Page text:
Megan Katz – a Resource for Kids at John C Fremont Library

Megan Katz is the librarian at the LAPL John C Fremont branch.
Megan Katz is the Children’s Librarian at the LAPL John C Fremont branch.

As a recent transplant to LA from the east coast, Anya Grottel-Brown is contributing to the series: The Newcomer Journals

When you move your family across the country, it’s comforting to know that certain things remain the same in the midst of all the change.  I am not talking about the chain stores.  I am talking about things like Google search and Wikipedia, which you can take with you anywhere so that your child can continue to feed information into those pesky school reports.

The problem is that Google, although ubiquitous, can’t answer questions like:  “I’m writing about an inventor and can’t decide between Alexander Graham Bell and Thomas Edison.  What kind of stuff do you have about them for a kid my age?”  Or, “I am in the mood for a really cool mystery.  What have you got?”

The answer, of course, is ‘ask a librarian,’ which is how my eleven-year-old son and I ended up in the John C. Fremont library on Melrose Ave at N. June Street.   Like so many other things in Los Angeles, we found this particular branch by chance and were instantly charmed.  The library, which began as a reading room at Vine Street and Santa Monica Boulevard in 1912, moved into the current building in 1927.  It remains a large, stately open space reminiscent of an old-style reading room.  The building underwent extensive renovation between 1990 and 1996, adding features like earthquake reinforcement, computer wiring and an outdoor courtyard with sculptures.

My son and I were lucky:  the branch had a dedicated Children’s Librarian.  Megan Katz, who is originally from Cincinnati, first applied for a job at her local library when she was 20.  She has been working in libraries ever since, eventually earning her Master’s degree in library science and becoming a full-time librarian at John C. Fremont last November.  (Prior to that, Megan had supplemented her library stints with a career as a casino singer.)

The interior of the John C Fremont branch, circa 1928.
The interior of the John C Fremont branch, circa 1928. It looks much more welcoming today.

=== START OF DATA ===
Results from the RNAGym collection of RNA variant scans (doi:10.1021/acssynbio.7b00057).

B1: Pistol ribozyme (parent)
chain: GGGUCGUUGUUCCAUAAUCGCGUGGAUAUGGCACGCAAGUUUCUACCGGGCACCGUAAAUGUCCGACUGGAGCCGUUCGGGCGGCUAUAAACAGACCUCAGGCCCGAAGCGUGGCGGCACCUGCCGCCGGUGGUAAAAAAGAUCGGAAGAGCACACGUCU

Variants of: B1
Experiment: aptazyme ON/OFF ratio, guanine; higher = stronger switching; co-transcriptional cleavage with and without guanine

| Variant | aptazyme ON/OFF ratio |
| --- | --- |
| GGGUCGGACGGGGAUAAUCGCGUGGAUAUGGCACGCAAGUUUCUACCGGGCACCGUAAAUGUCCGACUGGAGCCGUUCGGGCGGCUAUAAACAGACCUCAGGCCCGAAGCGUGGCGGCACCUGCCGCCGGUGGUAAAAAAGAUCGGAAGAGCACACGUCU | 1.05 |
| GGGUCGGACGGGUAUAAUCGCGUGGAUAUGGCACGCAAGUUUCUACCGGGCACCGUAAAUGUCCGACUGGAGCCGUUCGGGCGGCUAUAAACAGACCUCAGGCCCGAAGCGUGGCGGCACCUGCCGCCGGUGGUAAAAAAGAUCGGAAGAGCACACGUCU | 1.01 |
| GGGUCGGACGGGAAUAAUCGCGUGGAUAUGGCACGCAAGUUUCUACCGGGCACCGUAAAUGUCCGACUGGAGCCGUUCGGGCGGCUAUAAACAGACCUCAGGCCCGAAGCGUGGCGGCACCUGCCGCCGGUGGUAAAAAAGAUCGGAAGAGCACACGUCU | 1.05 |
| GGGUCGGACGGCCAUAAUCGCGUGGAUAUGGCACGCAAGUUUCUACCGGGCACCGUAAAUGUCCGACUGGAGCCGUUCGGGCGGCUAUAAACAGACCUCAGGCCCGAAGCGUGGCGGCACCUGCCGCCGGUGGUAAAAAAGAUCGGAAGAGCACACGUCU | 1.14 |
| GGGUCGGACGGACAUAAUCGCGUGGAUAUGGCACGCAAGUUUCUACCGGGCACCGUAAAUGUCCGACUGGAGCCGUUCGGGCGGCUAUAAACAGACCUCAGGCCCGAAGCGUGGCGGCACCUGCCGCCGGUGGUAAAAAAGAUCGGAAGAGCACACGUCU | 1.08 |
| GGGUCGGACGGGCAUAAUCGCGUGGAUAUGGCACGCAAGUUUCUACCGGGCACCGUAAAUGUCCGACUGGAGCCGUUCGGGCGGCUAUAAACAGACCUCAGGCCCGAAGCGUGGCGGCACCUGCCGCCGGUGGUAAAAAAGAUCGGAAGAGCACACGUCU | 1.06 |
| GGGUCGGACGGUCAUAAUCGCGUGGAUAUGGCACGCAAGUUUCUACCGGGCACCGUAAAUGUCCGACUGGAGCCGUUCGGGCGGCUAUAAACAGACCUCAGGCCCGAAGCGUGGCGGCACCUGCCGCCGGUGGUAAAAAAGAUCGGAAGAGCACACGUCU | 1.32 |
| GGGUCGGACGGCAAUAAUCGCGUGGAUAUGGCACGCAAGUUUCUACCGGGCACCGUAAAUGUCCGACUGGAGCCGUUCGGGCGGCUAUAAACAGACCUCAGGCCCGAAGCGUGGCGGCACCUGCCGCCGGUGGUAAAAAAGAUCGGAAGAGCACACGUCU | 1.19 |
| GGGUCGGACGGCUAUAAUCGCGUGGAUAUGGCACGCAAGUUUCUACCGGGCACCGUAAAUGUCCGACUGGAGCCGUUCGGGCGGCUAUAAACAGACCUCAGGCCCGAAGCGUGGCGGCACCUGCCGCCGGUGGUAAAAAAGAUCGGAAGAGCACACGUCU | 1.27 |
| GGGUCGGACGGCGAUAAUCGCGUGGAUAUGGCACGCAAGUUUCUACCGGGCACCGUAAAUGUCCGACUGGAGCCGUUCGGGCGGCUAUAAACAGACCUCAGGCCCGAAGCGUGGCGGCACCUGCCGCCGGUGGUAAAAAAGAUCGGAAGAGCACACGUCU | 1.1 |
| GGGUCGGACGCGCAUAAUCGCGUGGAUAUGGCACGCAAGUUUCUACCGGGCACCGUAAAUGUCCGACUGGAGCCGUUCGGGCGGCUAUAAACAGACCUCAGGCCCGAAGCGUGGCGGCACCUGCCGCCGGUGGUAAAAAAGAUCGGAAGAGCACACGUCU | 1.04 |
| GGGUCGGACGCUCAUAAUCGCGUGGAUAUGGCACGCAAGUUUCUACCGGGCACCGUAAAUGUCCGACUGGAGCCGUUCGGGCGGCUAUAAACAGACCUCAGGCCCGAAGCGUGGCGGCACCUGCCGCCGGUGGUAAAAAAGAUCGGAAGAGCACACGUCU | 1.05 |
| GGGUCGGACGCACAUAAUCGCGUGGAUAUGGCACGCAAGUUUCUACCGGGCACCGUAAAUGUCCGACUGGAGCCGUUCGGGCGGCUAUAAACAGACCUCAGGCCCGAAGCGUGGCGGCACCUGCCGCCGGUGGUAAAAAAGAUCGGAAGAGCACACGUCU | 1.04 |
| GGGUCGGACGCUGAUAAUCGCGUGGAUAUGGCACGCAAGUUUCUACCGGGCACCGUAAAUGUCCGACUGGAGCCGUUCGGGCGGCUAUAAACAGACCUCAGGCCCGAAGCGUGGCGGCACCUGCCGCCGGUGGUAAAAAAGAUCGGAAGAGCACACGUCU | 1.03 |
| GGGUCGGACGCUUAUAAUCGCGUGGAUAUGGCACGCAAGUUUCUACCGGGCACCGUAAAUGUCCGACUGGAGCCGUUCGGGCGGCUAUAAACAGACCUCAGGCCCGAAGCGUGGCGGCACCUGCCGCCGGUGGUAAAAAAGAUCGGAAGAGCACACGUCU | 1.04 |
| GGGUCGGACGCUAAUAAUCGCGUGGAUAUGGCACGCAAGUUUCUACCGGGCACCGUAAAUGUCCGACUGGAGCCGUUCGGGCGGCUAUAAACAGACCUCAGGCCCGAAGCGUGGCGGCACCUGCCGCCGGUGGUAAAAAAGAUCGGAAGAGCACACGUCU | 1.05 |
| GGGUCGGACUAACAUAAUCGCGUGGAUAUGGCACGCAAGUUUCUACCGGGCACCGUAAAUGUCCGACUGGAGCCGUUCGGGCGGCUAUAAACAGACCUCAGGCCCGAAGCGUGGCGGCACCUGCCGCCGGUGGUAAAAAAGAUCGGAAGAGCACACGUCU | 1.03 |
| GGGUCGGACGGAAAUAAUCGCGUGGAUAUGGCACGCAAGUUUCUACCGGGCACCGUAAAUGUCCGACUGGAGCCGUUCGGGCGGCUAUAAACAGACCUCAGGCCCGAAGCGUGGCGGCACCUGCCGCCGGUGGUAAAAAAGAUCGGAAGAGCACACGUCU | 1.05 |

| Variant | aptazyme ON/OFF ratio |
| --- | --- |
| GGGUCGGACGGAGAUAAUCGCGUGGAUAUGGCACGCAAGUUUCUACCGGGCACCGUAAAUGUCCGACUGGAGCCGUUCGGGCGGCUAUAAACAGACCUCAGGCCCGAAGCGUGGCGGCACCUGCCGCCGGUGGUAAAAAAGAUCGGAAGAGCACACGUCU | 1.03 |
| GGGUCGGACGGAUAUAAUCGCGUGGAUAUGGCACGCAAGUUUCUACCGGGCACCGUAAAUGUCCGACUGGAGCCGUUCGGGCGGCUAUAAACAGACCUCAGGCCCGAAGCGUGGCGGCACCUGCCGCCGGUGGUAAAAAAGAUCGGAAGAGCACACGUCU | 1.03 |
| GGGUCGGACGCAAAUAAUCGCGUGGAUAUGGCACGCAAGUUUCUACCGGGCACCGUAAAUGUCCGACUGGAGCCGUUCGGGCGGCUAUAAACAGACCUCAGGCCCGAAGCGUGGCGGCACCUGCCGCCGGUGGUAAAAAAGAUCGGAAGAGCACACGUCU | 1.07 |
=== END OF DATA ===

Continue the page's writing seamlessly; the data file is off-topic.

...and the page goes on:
When it comes to children’s literature, Google is no match for Megan and the library.  First, Megan only reads children’s books.  “I need to make appropriate selections for my library and help kids and parents find the right books.  Plus, I would read children’s books anyway.  They’re so much fun,” she says.  Second, the John C. Fremont branch has 15,779 children’s items, 14,488 of which are books.  Third, if you have a question about inventors or mysteries, you can ask Megan.

In addition to being a fountain of information at John C. Fremont, Megan is an unabashed promoter of Los Angeles Public Library in general.  “The LA public library is one of the largest in the U.S. and has an enormous amount of resources:  everything from traditional and e-materials for borrowing and entertainment for children and teens to free online courses and webpages dedicated to job seekers,” she explains.   She adds:  “The library information sources come from reliable experts, whereas there is no way to know if information from a random search online is accurate.”

Coming up at the John C. Fremont branch: a weekly Storytime program for young kids; Science Workshops; Summer Reading Club for ages 0-18.  All information is available at www.lapl.org.

Since we’re in the midst of the awards season, here’s Megan’s Top 10 List:

Chapterbooks:
The Westing Game by Ellen Raskin
The Giver Quartet by Lois Lowry
Wonder by R. J. Palacio
Harry Potter by J. K. Rowling
The Mouse and the Motorcycle by Beverly Cleary

 

Picture Books:
Little Gorilla by Ruth Bornstein
Bark George by Jules Feiffer
Punk Farm by Jarrett Krosoczka
Farmer Brown Shears His Sheep by Teri Sloat

 

All-Time Favorite Book: 
The Phantom Tollbooth by Norton Juster
 

Read about another local librarian here: Larchmont Buzz: Wilshire Librarian Brings New Energy to Library

Library photo credit: waltarrrrr via photopin cc

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About Anya Grottel-Brown

Anya Grottel-Brown discovered Larchmont by accident while visiting LA on vacation and was instantly hooked. Anya was born in Russia and has lived in Canada, Japan and New York before settling in the Hancock Park area in the summer of 2013. An award-winning PR/communications expert, she specializes in amplifying the voices of non-profits, foundations and education-focused organizations through the media. Anya can be reached at agrottelbrown@ymail.com.

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